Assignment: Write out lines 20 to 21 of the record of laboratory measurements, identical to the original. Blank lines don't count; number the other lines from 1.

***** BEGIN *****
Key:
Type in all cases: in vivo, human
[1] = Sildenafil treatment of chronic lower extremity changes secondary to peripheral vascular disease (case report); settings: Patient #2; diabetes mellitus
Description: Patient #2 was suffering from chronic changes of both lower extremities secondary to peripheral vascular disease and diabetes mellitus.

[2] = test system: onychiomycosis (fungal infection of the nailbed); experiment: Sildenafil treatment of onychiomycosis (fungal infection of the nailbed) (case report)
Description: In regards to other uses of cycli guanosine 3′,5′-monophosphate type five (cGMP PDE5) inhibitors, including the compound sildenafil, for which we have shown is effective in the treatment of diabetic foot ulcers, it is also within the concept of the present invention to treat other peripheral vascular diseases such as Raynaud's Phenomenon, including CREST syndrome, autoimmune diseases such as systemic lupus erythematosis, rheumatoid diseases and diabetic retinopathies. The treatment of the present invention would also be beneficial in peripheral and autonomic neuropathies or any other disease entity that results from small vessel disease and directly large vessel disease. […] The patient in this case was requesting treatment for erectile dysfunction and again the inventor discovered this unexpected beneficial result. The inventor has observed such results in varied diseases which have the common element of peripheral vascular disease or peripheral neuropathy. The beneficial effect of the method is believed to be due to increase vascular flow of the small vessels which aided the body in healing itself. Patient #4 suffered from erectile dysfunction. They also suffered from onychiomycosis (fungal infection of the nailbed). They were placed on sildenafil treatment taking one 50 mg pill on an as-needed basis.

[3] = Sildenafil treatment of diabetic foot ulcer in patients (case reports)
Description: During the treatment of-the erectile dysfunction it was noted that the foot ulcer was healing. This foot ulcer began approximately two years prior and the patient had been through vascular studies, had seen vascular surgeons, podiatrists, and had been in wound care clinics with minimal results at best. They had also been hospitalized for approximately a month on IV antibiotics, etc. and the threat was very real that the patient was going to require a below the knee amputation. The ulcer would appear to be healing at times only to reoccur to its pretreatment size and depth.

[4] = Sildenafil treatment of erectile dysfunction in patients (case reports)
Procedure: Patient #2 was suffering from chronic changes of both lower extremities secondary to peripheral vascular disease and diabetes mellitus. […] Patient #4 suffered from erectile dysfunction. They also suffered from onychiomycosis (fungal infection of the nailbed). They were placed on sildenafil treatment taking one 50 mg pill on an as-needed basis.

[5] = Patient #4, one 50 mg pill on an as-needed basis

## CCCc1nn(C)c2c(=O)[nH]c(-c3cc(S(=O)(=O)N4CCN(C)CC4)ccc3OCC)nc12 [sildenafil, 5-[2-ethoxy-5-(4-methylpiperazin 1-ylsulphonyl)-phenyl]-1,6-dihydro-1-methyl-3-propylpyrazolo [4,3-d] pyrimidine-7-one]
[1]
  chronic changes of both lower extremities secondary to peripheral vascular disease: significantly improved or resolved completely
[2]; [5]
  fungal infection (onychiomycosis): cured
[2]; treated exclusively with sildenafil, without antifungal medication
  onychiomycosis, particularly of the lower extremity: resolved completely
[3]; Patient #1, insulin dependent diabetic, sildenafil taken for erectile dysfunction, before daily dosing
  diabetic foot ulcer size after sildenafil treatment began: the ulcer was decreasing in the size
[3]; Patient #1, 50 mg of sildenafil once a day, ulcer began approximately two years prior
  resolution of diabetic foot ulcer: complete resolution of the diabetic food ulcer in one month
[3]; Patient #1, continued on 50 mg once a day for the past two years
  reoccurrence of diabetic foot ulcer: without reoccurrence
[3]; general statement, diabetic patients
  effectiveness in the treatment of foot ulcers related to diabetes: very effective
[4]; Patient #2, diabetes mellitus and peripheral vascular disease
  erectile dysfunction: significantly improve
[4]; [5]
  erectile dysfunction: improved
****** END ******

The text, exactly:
  diabetic foot ulcer size after sildenafil treatment began: the ulcer was decreasing in the size
[3]; Patient #1, 50 mg of sildenafil once a day, ulcer began approximately two years prior